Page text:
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New Bank of England Governor: Mark Carney

Mark Carney, the current governor of Canada’s central bank, has just been appointed as Bank of England Governor. He will take the position in on 1st July 2013.

We’ll be doing some research to find out whether this is good or bad news. We would have preferred Adair Turner, but as someone who has been extremely explicit about the monetary roots of the financial crisis, he was most likely seen as too radical.

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  • Dave

    Former goldman sachs man. Eeek!

  • http://twitter.com/EdenFisher Peter Clarke

    Golden Taps strikes again

  • vince

    From the little I have read he seems a bit of a hawk and a conservative.We will not get much change in the system from him.Radical thinking is a way off yet….but let us keep plugging away,they have got to listen eventually.

  • Simon

    Former Goldman’s man, one wonders who he is really working for.

  • chefdave5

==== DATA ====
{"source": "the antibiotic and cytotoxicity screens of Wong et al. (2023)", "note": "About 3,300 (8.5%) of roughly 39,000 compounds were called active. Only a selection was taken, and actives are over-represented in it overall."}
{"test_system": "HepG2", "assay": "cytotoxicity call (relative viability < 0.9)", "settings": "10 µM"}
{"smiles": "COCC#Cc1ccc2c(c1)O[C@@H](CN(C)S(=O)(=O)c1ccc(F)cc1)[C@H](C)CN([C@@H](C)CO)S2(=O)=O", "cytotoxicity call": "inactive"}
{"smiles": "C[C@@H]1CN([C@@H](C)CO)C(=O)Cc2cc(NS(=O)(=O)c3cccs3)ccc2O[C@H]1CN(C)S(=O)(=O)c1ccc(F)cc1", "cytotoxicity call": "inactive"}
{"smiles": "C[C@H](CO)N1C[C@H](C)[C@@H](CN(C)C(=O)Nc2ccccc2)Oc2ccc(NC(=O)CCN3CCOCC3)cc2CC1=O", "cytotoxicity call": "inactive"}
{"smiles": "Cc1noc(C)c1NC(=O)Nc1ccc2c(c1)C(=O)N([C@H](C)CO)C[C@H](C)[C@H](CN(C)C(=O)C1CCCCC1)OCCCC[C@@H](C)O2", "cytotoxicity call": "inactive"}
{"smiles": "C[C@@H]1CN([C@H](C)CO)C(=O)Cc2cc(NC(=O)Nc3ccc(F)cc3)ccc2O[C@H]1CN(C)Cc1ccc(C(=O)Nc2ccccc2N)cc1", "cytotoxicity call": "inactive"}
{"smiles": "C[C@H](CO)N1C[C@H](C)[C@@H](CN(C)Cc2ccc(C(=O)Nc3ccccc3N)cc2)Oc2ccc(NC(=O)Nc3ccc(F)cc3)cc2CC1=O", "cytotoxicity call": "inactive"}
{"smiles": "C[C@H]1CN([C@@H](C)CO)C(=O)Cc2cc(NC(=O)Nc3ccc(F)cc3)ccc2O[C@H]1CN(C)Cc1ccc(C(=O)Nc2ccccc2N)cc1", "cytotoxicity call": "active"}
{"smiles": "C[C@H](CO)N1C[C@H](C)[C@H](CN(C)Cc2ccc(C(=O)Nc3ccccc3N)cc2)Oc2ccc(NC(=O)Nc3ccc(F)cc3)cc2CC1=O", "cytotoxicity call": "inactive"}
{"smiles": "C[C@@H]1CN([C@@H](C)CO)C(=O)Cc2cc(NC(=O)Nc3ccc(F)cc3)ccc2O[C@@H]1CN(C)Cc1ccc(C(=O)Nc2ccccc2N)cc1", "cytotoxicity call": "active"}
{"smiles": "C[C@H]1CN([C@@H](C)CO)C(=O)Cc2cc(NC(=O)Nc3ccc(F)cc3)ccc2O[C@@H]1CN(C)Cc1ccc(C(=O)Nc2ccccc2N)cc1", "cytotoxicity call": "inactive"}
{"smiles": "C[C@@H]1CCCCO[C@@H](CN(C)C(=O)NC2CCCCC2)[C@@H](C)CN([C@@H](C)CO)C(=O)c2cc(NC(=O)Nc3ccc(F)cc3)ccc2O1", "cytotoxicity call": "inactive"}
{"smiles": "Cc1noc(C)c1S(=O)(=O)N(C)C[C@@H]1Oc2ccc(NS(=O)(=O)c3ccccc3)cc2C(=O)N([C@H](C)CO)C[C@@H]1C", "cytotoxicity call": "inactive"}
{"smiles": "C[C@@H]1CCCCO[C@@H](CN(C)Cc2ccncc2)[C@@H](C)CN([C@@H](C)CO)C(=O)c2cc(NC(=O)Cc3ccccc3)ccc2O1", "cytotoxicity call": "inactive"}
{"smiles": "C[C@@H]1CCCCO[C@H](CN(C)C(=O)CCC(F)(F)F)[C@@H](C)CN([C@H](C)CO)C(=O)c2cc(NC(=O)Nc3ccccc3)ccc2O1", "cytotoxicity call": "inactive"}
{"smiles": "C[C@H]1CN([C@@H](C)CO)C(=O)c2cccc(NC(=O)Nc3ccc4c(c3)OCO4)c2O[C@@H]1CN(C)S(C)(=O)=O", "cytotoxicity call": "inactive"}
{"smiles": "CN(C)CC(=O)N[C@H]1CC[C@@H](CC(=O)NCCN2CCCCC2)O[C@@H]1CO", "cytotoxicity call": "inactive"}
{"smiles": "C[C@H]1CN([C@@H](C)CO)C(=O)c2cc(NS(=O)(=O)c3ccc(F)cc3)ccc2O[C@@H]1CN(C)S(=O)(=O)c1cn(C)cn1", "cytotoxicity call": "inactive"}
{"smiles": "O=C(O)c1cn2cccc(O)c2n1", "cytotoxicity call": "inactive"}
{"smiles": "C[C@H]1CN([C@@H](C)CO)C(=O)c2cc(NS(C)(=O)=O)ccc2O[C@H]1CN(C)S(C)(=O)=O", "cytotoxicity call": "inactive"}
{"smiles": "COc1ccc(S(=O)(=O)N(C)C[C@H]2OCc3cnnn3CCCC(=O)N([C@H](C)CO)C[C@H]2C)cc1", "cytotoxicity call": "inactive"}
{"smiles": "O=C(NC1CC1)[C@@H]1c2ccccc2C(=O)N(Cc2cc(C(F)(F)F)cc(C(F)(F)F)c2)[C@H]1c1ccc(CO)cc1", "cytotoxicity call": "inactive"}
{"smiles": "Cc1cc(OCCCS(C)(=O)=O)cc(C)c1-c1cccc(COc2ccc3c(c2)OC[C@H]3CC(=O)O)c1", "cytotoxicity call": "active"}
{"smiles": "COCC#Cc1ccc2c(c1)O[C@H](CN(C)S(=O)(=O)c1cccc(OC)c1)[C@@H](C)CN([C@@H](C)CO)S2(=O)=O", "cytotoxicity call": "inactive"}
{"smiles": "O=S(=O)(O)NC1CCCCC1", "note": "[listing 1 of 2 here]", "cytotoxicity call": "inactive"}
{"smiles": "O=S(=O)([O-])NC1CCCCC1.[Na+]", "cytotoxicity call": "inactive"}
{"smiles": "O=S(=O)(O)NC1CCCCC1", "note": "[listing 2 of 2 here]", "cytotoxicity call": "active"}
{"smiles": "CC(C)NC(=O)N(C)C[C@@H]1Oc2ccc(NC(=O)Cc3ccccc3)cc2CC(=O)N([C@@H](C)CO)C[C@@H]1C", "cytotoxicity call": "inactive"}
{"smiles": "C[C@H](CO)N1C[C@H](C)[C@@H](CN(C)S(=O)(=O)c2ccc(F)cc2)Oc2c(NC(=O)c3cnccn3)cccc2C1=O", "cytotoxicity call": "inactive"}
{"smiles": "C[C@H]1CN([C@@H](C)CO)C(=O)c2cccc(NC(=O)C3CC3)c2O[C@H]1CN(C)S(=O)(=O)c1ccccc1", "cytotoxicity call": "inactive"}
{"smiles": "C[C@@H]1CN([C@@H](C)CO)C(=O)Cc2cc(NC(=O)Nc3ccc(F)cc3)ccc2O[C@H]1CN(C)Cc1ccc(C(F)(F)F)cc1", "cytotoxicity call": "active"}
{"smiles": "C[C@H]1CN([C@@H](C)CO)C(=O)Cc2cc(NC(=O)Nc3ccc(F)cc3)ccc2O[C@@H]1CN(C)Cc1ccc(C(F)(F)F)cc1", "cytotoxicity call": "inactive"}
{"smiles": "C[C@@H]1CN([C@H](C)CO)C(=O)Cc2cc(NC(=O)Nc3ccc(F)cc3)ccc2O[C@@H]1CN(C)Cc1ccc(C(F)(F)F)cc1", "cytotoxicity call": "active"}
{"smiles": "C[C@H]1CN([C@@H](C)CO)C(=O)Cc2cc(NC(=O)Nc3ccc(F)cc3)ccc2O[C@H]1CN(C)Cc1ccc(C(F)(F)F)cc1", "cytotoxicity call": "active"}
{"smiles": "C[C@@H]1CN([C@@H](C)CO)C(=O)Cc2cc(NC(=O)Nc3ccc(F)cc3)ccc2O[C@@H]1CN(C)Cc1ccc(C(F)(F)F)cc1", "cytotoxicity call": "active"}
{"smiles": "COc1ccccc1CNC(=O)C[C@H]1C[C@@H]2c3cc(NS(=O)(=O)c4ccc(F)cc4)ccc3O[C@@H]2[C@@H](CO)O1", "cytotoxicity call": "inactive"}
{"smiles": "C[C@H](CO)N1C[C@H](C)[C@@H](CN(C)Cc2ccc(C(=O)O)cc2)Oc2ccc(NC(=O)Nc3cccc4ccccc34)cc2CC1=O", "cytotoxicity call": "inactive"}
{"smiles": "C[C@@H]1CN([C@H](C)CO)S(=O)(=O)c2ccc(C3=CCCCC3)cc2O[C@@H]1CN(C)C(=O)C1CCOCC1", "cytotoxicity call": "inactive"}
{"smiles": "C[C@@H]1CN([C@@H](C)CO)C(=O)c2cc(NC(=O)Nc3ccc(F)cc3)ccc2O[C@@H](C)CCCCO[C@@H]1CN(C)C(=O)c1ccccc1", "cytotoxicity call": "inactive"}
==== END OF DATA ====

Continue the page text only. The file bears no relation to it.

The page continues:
Will he blow the lid on the debt-based money conspiracy? Unlikely!

  • Pingback: Positive Money » New Bank of England Governor: Mark Carney | The Money Chronicle | Scoop.it

  • Pingback: New Bank of England Governor: Mark Carney | The Money Chronicle | Scoop.it

  • Peter Sullivan

    Latest utterances I’ve heard from Mark Carney is that maybe the Monetary Policy Committee within the Bank of England ought to abandon the idea of Inflation Targeting as it hasn’t worked recently and instead “Go for Growth”. Even Mervyn King seems to be saying something similar in his recent speech “Twenty years of inflation targeting” (9 Oct 2012).

    Well my reaction to that is: inflation targeting might have worked – or would have made you realise sooner that the present debt based money system cannot work or be controlled, if you included asset price inflation in your target. But you didn’t.

    Somehow asset price inflation was simply ignored. The inflation target used was the CPI index which excludes housing costs. It was as almost as if asset inflation didn’t matter & that all that was required was to keep control of the “underlying” inflation in the economy (whatever that means). So house prices could inexorably rise & far outstrip wages & that wouldn’t have any bad consequences. And so what happens – there is a period of calm or Great Stability & then all of a sudden, out of the blue, we have the Great Recession. Ho hum.

    “Going for Growth” – just hope that doesn’t mean more debt.

    • Peter Sullivan

      I need to make a correction to my last post. Towards the end of his speech I cited -”Twenty years of inflation targeting” (9 Oct 2012), Mervyn King did in fact still support inflation targeting. I made my comment before reading the whole speech. And for that I apologise.

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